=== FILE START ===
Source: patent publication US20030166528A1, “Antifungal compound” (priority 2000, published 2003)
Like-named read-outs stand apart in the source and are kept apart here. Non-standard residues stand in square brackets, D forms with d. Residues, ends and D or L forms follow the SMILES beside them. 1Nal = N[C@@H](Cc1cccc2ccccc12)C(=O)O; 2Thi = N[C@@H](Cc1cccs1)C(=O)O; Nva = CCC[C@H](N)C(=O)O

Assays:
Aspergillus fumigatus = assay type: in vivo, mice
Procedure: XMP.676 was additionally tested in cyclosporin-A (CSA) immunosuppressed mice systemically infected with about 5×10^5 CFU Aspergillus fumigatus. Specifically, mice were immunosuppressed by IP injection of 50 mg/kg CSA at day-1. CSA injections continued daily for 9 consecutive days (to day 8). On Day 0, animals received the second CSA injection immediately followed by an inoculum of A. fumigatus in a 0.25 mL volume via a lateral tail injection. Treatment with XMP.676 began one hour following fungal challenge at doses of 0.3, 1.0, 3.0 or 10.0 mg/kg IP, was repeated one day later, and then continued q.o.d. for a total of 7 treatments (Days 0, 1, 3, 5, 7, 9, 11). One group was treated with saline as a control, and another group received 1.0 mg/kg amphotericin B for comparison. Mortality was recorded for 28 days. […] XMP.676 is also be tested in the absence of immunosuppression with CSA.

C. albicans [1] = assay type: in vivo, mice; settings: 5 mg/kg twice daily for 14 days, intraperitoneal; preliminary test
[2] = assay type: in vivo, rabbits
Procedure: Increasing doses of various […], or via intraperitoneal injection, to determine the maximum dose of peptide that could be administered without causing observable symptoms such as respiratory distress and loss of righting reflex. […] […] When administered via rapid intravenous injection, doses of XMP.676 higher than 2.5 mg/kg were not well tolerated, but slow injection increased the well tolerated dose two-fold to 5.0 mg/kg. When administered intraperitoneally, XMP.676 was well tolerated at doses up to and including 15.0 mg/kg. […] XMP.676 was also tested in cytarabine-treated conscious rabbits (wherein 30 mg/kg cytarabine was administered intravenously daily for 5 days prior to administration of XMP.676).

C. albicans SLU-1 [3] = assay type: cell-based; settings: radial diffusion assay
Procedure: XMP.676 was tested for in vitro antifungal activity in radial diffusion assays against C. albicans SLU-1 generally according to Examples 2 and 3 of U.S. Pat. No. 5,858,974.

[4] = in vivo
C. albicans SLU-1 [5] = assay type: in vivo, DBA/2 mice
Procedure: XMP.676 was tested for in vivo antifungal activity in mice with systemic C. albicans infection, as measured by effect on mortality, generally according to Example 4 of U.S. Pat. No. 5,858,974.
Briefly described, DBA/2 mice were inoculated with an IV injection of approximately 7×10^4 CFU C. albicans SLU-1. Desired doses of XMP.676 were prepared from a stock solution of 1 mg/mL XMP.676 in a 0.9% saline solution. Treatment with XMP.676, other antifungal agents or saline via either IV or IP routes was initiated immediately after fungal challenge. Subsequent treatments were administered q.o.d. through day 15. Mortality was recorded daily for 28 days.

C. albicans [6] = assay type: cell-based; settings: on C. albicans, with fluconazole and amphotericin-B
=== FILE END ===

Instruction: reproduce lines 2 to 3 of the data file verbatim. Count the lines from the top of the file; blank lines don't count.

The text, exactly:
Like-named read-outs stand apart in the source and are kept apart here. Non-standard residues stand in square brackets, D forms with d. Residues, ends and D or L forms follow the SMILES beside them. 1Nal = N[C@@H](Cc1cccc2ccccc12)C(=O)O; 2Thi = N[C@@H](Cc1cccs1)C(=O)O; Nva = CCC[C@H](N)C(=O)O

Assays: